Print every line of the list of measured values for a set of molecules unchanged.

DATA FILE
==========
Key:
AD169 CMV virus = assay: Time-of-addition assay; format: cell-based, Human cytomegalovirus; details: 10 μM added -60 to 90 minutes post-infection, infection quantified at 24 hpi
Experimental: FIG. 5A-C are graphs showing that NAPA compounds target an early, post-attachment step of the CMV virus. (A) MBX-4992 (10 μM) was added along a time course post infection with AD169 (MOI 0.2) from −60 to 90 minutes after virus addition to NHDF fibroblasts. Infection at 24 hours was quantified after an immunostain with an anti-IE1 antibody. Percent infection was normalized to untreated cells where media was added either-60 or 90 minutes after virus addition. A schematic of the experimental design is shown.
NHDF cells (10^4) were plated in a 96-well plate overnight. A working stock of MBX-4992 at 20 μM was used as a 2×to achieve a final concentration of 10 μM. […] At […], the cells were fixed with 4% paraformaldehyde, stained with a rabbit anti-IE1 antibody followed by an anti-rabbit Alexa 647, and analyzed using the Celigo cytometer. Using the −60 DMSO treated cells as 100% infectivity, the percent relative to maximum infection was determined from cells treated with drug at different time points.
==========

Key:
AD169 CMV virus = assay: Time-of-addition assay; format: cell-based, Human cytomegalovirus; details: 10 μM added -60 to 90 minutes post-infection, infection quantified at 24 hpi
Experimental: FIG. 5A-C are graphs showing that NAPA compounds target an early, post-attachment step of the CMV virus. (A) MBX-4992 (10 μM) was added along a time course post infection with AD169 (MOI 0.2) from −60 to 90 minutes after virus addition to NHDF fibroblasts. Infection at 24 hours was quantified after an immunostain with an anti-IE1 antibody. Percent infection was normalized to untreated cells where media was added either-60 or 90 minutes after virus addition. A schematic of the experimental design is shown.
NHDF cells (10^4) were plated in a 96-well plate overnight. A working stock of MBX-4992 at 20 μM was used as a 2×to achieve a final concentration of 10 μM. […] At […], the cells were fixed with 4% paraformaldehyde, stained with a rabbit anti-IE1 antibody followed by an anti-rabbit Alexa 647, and analyzed using the Celigo cytometer. Using the −60 DMSO treated cells as 100% infectivity, the percent relative to maximum infection was determined from cells treated with drug at different time points.